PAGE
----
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The Joshua Lederberg Papers

Letter from Harriett Ephrussi-Taylor to Joshua Lederberg Annotation pdf (289,680 Bytes) transcript of pdf
Letter from Harriett Ephrussi-Taylor to Joshua Lederberg
Item is handwritten.
Number of Image Pages:
4 (289,680 Bytes)
1953-09-03 (September 3, 1953)
Ephrussi-Taylor, Harriett
Lederberg, Joshua
Reproduced with permission of Anne Ephrussi.
Lederberg Grouping: Correspondence C
Box Number: 10
Folder Number: 43
Unique Identifier:
Accession Number:
Document Type:
Letters (correspondence)
Physical Condition:
Series: Correspondence, 1935-2002
SubSeries: 1953-1960
Folder: Ephrussi-Taylor, Harriett
September 3, 1953
Dear Joshua,
We have just returned from the Genetics Congress at Bellagio, where your absence was felt on a number of occasions. We would have welcomed a chance to talk with you and find out in more detail what you are busy with these days. Your letter last winter gave us a vague notion, and we hear indirectly, of course, from various itinerant scientists, but nothing can supplant discussion. A few people voiced the opinion that you are desirous of avoiding contact with microbial geneticists -- an opinion which I find gratuitous. After all, anyone should be able to abstain from a congress without provoking speculation, especially since there are so many meetings and they are really often more tiring than profitable.
I presume the speculations have arrisen [sic] because everyone is aware that an interpretation of sexual recombination in E. coli has been prepared which differs from your own. Certain people may be desirous of a confrontation of opinions, of which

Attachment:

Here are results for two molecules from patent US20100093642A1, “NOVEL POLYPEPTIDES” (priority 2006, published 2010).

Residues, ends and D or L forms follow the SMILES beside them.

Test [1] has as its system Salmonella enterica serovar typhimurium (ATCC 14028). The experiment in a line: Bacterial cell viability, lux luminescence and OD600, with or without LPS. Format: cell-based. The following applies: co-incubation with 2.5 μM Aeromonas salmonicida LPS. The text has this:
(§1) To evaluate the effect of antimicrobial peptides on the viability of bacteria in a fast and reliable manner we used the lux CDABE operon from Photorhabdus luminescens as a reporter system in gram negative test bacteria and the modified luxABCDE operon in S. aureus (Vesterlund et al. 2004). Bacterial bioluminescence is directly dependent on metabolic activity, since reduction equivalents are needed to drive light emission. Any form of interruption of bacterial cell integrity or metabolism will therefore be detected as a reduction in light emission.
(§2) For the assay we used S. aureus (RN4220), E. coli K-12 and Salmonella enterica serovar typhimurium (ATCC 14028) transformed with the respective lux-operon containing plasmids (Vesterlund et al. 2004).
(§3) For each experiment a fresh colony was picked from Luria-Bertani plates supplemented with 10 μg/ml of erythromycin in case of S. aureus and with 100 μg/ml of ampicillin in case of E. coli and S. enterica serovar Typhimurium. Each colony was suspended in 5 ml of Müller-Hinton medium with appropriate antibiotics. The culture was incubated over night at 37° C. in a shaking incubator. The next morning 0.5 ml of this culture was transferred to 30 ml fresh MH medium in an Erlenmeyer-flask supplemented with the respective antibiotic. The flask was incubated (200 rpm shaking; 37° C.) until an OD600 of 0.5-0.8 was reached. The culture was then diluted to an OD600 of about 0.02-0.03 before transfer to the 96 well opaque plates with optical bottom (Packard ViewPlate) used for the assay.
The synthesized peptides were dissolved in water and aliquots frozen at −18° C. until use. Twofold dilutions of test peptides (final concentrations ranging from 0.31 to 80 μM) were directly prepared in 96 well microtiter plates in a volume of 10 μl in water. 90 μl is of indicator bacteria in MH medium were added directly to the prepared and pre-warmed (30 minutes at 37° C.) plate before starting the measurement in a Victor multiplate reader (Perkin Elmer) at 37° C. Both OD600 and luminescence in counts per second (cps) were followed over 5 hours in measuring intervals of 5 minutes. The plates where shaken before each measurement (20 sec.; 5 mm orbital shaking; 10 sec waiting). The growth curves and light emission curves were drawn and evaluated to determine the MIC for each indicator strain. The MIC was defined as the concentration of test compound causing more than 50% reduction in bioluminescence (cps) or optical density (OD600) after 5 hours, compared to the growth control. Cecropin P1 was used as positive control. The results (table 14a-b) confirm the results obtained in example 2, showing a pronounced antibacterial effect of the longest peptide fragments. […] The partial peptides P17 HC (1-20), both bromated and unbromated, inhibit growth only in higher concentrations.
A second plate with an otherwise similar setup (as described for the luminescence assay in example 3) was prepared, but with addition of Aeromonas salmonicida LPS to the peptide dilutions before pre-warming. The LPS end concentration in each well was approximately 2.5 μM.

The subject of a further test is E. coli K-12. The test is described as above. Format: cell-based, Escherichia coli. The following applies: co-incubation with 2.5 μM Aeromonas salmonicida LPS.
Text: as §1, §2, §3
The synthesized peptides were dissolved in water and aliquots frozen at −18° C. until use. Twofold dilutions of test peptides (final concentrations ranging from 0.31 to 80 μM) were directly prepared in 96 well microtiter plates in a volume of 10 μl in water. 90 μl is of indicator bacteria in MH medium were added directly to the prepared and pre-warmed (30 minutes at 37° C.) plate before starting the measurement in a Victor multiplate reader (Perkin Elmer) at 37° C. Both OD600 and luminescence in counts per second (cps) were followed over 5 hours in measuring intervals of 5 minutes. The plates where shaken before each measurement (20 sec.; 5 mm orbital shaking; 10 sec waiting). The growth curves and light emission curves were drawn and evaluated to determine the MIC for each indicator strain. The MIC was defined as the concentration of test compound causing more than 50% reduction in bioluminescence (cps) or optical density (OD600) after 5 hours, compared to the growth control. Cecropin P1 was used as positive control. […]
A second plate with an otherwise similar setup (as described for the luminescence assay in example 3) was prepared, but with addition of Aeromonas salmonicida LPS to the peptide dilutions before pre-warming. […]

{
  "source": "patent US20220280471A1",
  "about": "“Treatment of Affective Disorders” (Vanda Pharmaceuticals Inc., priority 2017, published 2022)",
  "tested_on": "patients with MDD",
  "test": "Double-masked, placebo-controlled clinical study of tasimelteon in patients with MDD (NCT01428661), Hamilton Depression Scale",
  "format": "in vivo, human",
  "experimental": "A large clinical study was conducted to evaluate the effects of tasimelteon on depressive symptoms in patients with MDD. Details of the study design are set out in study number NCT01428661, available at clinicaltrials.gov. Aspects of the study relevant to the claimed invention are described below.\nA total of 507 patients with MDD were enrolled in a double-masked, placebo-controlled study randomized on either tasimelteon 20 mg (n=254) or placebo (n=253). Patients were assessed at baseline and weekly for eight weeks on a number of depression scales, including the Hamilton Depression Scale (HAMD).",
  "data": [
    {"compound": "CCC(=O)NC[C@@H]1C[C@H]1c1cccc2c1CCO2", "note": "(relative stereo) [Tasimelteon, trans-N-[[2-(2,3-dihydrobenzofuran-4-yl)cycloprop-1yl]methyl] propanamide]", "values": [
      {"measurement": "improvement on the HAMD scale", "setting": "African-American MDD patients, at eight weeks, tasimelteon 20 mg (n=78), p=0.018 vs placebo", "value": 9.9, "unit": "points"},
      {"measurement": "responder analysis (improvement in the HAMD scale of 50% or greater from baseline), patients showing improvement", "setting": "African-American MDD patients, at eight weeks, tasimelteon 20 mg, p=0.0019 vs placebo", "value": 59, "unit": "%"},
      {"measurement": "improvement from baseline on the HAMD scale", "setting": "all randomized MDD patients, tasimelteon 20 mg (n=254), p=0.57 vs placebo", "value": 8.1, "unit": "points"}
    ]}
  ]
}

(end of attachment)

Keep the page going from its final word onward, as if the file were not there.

yours would necessarily be the most authoritative. I am inclined to believe that such a confrontation would not be especially profitable, and, in particular, because of a lack of decisive experiments to eliminate one or another interpretation, that such a confrontation would be apt to be more partisan than scientific. Consequently, if there is any basis to the contention that you are abstaining from meetings to avoid "battle", it has my entire sympathy and comprehension. Doubtless there rumors filter back to you, and I hope that you understand that they arise only because of the importance of your contribution to genetics. It is because we have very genuine admiration of the work of your laboratory, and feelings of friendliness toward you and Esther, that I feel like trying to establish a contact with you which will be purged of a certain murkiness which rumors inevitably create. You are very much talked about, you know, because you have made such a strong contribution. But it really doesn't change the "fact" that the people who feel friendly toward you remain that way, and those who don't, stay malicious.
Of course, I have a second reason for writing you--bad conscience. It is possible that the "Note on Terminology" in Nature may have made you feel that the people who wrote it are hostile to you. I should like to reassure you